We Are Beautiful Murals: Tuzuri Watu and Lenora LeVon in the Bayview

A new commission and a 30-year-old work on Third Street speak volumes about the neighborhood.

Tuzuri Watu, 4900 Third St. (near Palou Avenue)

Lenora LeVon, 4901 Third St. (near Palou Avenue)

The street art near the intersection of Palou Avenue and Third Street is a microcosm of the Bayview district’s past and present. Near the southwest corner is Brooke Fancher’s Tuzuri Watu, an epic mural Fancher created 30 years ago with the support of the area’s residents, but which was recently tagged with graffiti in spots and covered up with swaths of blue paint. Near the southeast corner are Bryana Fleming’s two works of Lenora LeVon, a Bayview fashion designer who was a neighborhood fixture for years and whose clothing made the pages of Ebony magazine in the 1980s, around the same time that Fancher’s mural went up.

The figures in Tuzuri Watu and Lenora LeVon are African-American, which befits a district that, for generations, has been a home for San Francisco’s Black community. But while many residents want to restore Tuzuri Watu, which means “We are beautiful people” in Swahili, the building’s owner is apparently debating how — or if — to do that. The original colors of Tuzuri Watu  have faded, and the blue paint used to fix the graffiti problem — which covered up parts of the mural — has outraged many people. Restoration costs may be an issue, according to the Bayview Underground blog, which reported on the issue in January and said the restoration might take close to $30,000.

Tuzuri Watu. Photo by Jonathan Curiel

SF Weekly was unsuccessful in reaching the building’s owner, but in a statement from Fancher provided to SF Weekly by Susan Cervantes — a friend of Fancher who’s the head of Precita Eyes Muralists — Fancher says that she’d be “honored” to have Tuzuri Watu restored. The mural features a cross-section of celebrated figures, including dance pioneer Alvin Ailey and his artistic director, Judith Jamison, along with scenes that capture the humanity of the community, including a teacher and students, graduates in mortarboards, and a father holding his young son. Fancher says the three months she spent on Tuzuri Watu — painting it, meeting community members, reworking the mural — “enriched” her life.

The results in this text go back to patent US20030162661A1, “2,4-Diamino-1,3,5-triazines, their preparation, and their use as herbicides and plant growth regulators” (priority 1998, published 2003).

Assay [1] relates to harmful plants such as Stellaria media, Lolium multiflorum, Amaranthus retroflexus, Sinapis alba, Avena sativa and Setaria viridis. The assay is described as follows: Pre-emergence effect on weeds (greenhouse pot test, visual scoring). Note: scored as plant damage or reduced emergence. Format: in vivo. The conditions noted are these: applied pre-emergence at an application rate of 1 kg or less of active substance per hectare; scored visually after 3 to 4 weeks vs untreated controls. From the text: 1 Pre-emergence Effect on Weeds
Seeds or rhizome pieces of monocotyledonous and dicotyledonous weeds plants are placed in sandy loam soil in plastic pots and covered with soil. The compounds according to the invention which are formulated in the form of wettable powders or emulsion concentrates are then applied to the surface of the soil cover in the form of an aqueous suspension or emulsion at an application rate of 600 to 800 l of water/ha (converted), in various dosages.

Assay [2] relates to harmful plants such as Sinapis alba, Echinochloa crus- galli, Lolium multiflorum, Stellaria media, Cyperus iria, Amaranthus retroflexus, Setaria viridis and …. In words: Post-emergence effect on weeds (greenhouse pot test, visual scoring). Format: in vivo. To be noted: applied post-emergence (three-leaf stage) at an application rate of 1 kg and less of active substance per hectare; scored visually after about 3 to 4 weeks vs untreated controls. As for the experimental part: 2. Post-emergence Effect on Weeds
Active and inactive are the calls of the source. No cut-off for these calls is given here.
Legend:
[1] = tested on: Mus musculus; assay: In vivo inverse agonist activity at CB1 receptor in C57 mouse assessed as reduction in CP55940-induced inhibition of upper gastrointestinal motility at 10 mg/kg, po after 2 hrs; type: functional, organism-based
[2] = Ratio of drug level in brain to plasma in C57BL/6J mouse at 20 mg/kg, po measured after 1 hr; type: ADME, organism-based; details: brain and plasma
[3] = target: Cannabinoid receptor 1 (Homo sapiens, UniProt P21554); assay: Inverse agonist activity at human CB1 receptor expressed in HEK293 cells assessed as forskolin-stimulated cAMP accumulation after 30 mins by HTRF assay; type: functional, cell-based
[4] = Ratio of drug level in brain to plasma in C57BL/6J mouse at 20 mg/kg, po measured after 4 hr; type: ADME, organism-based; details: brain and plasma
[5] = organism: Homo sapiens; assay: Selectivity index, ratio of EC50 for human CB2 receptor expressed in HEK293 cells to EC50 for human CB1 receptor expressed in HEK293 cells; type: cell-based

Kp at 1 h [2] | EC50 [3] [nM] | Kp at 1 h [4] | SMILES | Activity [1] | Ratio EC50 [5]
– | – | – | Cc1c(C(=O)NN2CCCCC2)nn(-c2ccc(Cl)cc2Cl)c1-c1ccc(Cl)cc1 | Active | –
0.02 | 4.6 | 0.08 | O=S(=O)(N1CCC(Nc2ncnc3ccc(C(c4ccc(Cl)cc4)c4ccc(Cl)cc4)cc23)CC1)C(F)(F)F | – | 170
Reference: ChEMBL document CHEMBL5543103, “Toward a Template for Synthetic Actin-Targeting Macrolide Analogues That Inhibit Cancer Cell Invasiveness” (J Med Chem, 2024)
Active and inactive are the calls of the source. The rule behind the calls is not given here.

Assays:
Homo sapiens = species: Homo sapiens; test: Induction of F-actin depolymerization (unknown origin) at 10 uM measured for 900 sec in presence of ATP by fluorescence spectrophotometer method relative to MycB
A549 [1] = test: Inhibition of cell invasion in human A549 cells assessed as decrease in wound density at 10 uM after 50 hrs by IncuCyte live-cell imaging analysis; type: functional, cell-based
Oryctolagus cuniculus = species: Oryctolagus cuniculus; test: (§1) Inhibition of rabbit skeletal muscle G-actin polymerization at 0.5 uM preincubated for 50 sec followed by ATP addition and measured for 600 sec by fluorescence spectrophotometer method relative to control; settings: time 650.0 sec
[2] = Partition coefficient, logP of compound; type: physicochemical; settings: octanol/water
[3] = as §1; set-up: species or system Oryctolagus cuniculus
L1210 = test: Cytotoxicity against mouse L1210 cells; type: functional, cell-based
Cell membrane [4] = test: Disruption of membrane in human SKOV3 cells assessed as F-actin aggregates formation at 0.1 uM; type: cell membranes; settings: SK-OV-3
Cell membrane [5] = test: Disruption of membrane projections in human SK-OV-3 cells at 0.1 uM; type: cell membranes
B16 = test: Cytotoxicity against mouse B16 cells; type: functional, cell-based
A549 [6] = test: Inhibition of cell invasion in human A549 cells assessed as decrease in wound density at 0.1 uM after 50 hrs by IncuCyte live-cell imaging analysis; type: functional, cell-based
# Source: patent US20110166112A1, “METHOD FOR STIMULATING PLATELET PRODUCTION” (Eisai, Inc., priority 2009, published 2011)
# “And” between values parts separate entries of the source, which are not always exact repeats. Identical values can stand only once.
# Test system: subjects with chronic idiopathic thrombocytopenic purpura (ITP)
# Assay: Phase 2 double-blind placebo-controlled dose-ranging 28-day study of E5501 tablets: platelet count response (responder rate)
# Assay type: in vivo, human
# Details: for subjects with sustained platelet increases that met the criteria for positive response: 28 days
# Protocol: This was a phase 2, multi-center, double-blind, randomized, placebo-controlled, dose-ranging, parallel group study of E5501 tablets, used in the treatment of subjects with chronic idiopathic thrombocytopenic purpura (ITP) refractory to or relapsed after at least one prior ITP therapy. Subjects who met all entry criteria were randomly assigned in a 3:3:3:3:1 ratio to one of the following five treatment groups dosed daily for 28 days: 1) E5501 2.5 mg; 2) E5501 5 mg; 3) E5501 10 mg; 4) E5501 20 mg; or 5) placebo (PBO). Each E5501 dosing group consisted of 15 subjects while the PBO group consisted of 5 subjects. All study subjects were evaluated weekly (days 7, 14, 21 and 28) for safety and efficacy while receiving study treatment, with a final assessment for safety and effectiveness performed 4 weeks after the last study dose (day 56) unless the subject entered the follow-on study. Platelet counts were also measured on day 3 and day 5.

Fleming echoes that sentiment, telling SF Weekly that the neighborhood welcomed her two paintings of Lenora LeVon, which went up around six years ago. The building formerly housed LeVon’s dress and hat shop. Her son now owns the property, according to Fleming, who was commissioned by him to do the works, one of which is sepia-toned and shows LeVon in a dress she sold in her shop. 

Lenora LeVon. Photo by Jonathan Curiel

“It was a tribute to his mom,” Fleming says. “That used to be her hat shop way back then. The work honors the past and her — and since the building belongs to the family, what better way than to paint some murals.” 

Fleming’s commission, done through the Department of Public Works and the San Francisco Arts Commission, was also a way to put murals on walls that were being tagged with graffiti.

“When I was painting the murals,” Fleming says, “people said, ‘Thank you,’ and, ‘This makes such a difference,’ and ‘What a beautiful way to change our neighborhood.’ ”

The murals have, indeed, helped prevent tagging — but vandalism is still an occasional problem, which Tuzuri Watu’s current state of existence shows.

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